Assigned on Briefs May 7, 2019
from the Criminal Court for Shelby County No. 16-02052 Lee V.
a jury trial, the Defendant, Brandon Johnson, was convicted
of premeditated first-degree murder and unlawful possession
of a firearm by a convicted felon, for which he received an
effective sentence of life plus ten years. On appeal, the
Defendant contends that (1) the trial court erred by failing
to suppress three lineup identifications that were unduly
suggestive; (2) the trial court erred by refusing to sever
the unlawful possession of a firearm by a convicted felon
offense from the first-degree murder count, thereby
preventing him from receiving a fair trial; and (3) the
evidence was insufficient to support his convictions.
Following our review, we affirm the Defendant's
R. App. P. 3 Appeal as of Right; Judgments of the Criminal
Winstead Hall, Memphis, Tennessee (on appeal); and Juni S.
Ganguli (at trial), Memphis, Tennessee, for the appellant,
Herbert H. Slatery III, Attorney General and Reporter;
Jonathan H. Wardle, Assistant Attorney General; Amy P.
Weirich, District Attorney General; and Carolyn Alanda Dwyer
and Meghan Fowler, Assistant District Attorneys General, for
the appellee, State of Tennessee.
Kelly Thomas, Jr., J., delivered the opinion of the court, in
which Thomas T. Woodall and James Curwood Witt, Jr., JJ.,
KELLY THOMAS, JR., JUDGE.
case arises from the March 7, 2015 shooting death of LaDarius
Brooks ("the victim"), who was nicknamed "Tall
40." The Defendant was charged with the first-degree
premeditated murder of the victim and unlawful possession of
a firearm by a convicted felon. See Tenn. Code Ann.
§§ 39-13-302, -17-1324. After a jury trial on
February 14-16, 2018, the Defendant was found guilty as
charged. Thereafter, the trial court imposed a statutory life
sentence for the first-degree murder conviction and, after a
sentencing hearing, a consecutive ten-year sentence for the
unlawful possession of a firearm conviction.
Motion to suppress.
trial, the Defendant filed a motion to suppress three
photographic lineup identifications. In the motion, the
Defendant argued that the police had "emphasized"
the Defendant as a suspect because none of the witnesses knew
the Defendant or had described him at the crime scene, and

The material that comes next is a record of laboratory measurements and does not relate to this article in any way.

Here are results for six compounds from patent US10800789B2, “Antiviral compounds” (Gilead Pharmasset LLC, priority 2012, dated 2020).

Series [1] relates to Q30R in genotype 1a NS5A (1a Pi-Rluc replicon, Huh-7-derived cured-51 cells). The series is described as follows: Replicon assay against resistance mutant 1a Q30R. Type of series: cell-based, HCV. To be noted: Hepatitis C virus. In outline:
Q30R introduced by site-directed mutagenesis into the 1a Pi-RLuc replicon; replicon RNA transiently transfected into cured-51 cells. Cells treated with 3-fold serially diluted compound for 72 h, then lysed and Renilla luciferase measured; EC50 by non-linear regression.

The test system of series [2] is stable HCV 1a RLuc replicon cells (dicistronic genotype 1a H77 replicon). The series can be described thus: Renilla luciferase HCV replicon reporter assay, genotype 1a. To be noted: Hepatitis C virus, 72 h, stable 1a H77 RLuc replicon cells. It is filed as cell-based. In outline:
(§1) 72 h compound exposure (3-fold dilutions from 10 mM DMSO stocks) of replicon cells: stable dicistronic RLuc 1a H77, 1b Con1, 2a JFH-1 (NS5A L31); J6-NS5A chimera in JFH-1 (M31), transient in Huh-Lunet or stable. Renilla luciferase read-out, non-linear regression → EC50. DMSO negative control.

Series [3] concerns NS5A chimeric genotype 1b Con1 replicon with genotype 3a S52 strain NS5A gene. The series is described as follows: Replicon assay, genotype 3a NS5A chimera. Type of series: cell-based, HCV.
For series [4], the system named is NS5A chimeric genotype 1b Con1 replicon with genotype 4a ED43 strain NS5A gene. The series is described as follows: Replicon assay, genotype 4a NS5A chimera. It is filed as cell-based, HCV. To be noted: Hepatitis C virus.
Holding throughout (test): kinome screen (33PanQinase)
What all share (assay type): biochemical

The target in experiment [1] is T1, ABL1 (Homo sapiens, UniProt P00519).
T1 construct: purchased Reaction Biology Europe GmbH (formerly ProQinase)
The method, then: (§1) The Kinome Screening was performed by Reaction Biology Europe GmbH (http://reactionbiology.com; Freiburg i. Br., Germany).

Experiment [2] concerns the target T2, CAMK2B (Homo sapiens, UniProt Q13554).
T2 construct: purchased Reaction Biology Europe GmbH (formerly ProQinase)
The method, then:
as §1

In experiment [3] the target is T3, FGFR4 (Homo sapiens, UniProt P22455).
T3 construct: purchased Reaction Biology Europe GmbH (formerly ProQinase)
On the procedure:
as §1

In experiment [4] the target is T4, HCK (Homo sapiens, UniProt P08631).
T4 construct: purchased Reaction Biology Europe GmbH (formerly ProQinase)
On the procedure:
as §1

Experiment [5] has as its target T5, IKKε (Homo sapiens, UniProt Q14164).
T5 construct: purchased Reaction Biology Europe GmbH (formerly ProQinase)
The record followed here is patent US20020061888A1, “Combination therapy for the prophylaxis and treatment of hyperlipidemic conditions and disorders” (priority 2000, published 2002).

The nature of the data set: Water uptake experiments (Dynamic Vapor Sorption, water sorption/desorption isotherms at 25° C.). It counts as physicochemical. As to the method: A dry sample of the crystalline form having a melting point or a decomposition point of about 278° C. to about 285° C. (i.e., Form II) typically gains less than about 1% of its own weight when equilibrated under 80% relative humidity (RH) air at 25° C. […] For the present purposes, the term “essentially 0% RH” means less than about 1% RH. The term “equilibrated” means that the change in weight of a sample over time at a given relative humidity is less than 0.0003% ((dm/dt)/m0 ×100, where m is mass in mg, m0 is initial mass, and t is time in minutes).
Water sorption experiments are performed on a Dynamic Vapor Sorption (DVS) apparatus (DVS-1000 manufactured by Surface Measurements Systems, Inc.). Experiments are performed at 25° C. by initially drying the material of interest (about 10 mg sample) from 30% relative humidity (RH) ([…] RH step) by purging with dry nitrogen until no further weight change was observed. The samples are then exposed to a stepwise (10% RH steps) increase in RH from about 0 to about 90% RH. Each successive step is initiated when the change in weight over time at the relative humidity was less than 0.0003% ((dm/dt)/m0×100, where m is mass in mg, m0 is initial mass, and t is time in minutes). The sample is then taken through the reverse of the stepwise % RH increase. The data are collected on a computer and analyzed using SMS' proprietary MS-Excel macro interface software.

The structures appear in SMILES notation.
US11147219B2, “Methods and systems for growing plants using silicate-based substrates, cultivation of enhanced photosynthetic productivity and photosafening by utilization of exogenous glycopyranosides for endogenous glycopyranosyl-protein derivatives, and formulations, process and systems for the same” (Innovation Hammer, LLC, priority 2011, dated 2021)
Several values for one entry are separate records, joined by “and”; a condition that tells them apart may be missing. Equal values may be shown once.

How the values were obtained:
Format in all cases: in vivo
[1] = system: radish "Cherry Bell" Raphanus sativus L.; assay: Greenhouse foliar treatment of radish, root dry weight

the Defendant's photograph was different from the others
in the lineup. In particular, the Defendant stated that he
was the youngest individual pictured, that he was the only
one with his head tilted toward the left, and that the
photograph was lighter in exposure than the others.
suppression hearing, Matthew Townsel identified a March 8, 2015
photographic lineup that he completed at the Memphis Police
Department, on which he had circled a photograph. Below the
photographs, Matthew had written, "[This] is who [I]
know [as] Lil B. I saw him shoot 40." Matthew testified
that he identified the person he saw. On cross-examination,
Matthew stated that on the day of the shooting, he was alone
on the porch of his home, that the porch light was not on,
and that the shooting occurred at night. Matthew denied
smoking or drinking alcohol generally or on that evening. He
did not recall how far away the shooter was, although he said
the shooter was not close to him. Matthew compared the
shooter's position to an unspecified distance inside the
courtroom. Matthew stated that "Lil B" was
"out there" and that his view was unobscured. The
streetlight was not functioning and "[e]verything was
out." Although Matthew did not know the shooter, he had
seen the shooter on an occasion one month previously. The
shooter did not wear anything covering his face and had
arrived in a white car.
"made" Matthew come to the police department on
March 9, 2015. Matthew informed officers that he could not
read or write well before completing the lineup, and the
officers read an "advice to witness statements"
document to him. The officers held up a photographic lineup
and Matthew pointed at Lil B's photograph. He denied that
the officers said anything to him during the lineup. Matthew
noted that he did not wish to testify in this case.
Griggs testified that he knew the Defendant, who was also
known as Lil B, through a friend and that he drove the
Defendant to the victim's house on March 7, 2015. Mr.
Griggs stated that he saw the Defendant shoot the victim, and
Mr. Griggs identified the Defendant in the courtroom. Mr.
Griggs had known the Defendant for about one and one-half
years before the shooting. After the shooting, the Defendant